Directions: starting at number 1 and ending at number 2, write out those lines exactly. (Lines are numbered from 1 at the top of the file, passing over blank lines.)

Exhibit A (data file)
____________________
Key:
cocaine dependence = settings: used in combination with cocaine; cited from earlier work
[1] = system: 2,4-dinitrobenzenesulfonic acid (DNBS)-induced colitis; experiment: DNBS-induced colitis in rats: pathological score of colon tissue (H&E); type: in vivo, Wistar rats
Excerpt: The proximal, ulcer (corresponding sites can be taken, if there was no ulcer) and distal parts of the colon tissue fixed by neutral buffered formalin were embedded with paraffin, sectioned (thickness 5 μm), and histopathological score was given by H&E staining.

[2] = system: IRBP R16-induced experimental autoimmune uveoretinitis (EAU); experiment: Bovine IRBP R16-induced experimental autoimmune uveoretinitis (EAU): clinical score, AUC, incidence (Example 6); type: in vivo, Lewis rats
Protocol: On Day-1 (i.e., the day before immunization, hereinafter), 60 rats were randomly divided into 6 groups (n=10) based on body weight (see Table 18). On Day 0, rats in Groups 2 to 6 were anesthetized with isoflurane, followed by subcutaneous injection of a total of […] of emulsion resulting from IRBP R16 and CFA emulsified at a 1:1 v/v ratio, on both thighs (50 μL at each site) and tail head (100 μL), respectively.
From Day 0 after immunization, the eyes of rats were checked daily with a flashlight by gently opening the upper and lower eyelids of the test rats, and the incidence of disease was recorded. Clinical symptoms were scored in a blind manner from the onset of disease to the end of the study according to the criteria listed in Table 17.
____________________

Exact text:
Key:
cocaine dependence = settings: used in combination with cocaine; cited from earlier work